Monday, August 3, 2009

Monday in Crimea
This is a link to view the photos I put on facebook. You don’t have to part of facebook, at least that is what it says. Let me know if it doesn’t work.
Monday morning, about 6am, waiting for my hot water to heat up so I can take a shower. I have a small wall mounted electric hot water heater, so when I want hot water I plug it in, and wait—to get it really hot takes a couple of hours, so I settle with a warm shower unless I wake up early and go in the kitchen and plug it in. While avoiding stepping on any slugs, of course. They do continue to appear several times a week, depending on how much rain we have had. Just one usually, and I can see their tracks on the dark rugs in the kitchen so even if I can’t find them, I know they have been there. I’ve gotten use to it now, but if I ever have any guests, they might be grossed out. (Just a little warning)
Wanted to get my thoughts down from last week before a new week begins. Spent Monday, Tuesday, and Wednesday at the Crimean Tatar Library as I always do. Most of my time there right now is spent on the internet doing grant research. I am finding it very tiring to be sitting in front of a computer all day, so I take frequent breaks and walk around the neighborhood of the library. At the end of the day on Monday and Tuesday, Eskender, a 18-year-old kid who I tutor in English, comes over. We spent last week going to computer stores—he has been helping me figure out how to have internet at home. I bought a 10-ft long USB cable and now I hang my modem out the window when I want good enough reception to do skype. Tried it on Saturday and it worked great. Not sure what I will do come winter, but at least I know I can skype. The rest of the time I hang it from the curtain rod up high and close to the window, and that gives me enough reception to email and internet surf.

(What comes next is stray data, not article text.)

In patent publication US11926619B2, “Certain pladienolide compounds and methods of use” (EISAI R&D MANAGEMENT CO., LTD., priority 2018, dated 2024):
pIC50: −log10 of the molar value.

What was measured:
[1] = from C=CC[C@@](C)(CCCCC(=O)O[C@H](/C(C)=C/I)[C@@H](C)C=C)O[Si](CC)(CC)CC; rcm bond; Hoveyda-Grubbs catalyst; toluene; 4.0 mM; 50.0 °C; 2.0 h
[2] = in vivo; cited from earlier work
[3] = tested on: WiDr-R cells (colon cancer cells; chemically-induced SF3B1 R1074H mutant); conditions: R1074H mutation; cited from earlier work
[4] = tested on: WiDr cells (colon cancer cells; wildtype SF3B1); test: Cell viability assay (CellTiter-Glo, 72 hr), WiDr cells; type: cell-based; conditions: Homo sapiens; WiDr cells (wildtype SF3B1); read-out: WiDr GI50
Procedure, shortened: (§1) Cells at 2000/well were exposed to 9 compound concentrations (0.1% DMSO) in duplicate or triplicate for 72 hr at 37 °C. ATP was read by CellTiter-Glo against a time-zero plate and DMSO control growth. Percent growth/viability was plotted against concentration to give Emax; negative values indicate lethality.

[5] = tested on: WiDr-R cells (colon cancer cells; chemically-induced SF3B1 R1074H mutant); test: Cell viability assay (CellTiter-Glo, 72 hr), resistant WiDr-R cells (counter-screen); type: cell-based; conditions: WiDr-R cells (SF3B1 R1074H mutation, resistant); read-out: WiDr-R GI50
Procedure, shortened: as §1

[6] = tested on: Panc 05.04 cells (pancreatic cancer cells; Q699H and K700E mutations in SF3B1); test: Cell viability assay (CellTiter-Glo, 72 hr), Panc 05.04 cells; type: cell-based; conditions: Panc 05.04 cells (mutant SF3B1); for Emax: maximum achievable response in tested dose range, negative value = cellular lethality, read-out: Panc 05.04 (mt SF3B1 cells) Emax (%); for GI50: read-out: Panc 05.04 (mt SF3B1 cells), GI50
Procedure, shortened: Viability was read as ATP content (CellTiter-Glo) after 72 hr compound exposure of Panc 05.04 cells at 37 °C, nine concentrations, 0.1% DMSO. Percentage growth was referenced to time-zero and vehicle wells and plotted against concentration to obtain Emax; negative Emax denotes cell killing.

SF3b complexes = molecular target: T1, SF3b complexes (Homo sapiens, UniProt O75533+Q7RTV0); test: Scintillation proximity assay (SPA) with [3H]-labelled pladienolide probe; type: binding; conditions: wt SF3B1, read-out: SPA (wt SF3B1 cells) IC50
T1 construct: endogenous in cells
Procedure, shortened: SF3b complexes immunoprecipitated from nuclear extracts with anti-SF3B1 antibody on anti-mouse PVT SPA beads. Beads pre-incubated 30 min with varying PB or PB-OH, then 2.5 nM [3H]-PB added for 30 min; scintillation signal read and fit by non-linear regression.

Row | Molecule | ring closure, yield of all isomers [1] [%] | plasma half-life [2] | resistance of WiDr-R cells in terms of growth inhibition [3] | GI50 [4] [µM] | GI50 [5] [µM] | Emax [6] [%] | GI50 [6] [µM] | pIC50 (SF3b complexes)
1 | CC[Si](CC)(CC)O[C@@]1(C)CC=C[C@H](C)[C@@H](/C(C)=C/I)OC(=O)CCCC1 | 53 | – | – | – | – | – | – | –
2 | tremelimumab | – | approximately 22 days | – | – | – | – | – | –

Tuesday I tried going to the Crimean Tatar Art Museum with Zarema from the library. It is in an old building and was closed, because they were changing exhibits. It looks like it is just a couple of rooms, which is not untypical of museums here.
Monday evening I ended up chatting with a bunch of young girls in front of my house-friends of Sophye from across the street. They were great—all wanted to practice their English and giggled a lot. Then I had chai (tea) with the family, which turned out to be french fries and watermelon. “Come and have chai” can mean anything, obviously.
Thursday is my day at the children’s library. In the morning I have my English Club which this week consisted of about 6 kids and two adults. The kids are 3 teenagers, ages 13-15, and 3 boys, ages 10-12. It is a challenge for me, to say the least, but I seem to muddle my way through. However, I did just find out that they really want me to do two groups starting in September—one for teenagers and the other for little kids. Yikes! I’m becoming a teacher! What do I do??? What I do is spend a lot of time on the internet research ESL games, mostly, and hoping it works. Sometimes it does, sometimes not….And there is a woman at the library I have really enjoyed trying to talk with—she is very enthusiastic and wants to learn English, so I usually have tea break with her. This week I found out she is into fitness and teaches a fitness class, so maybe I will go to it (in my spare time).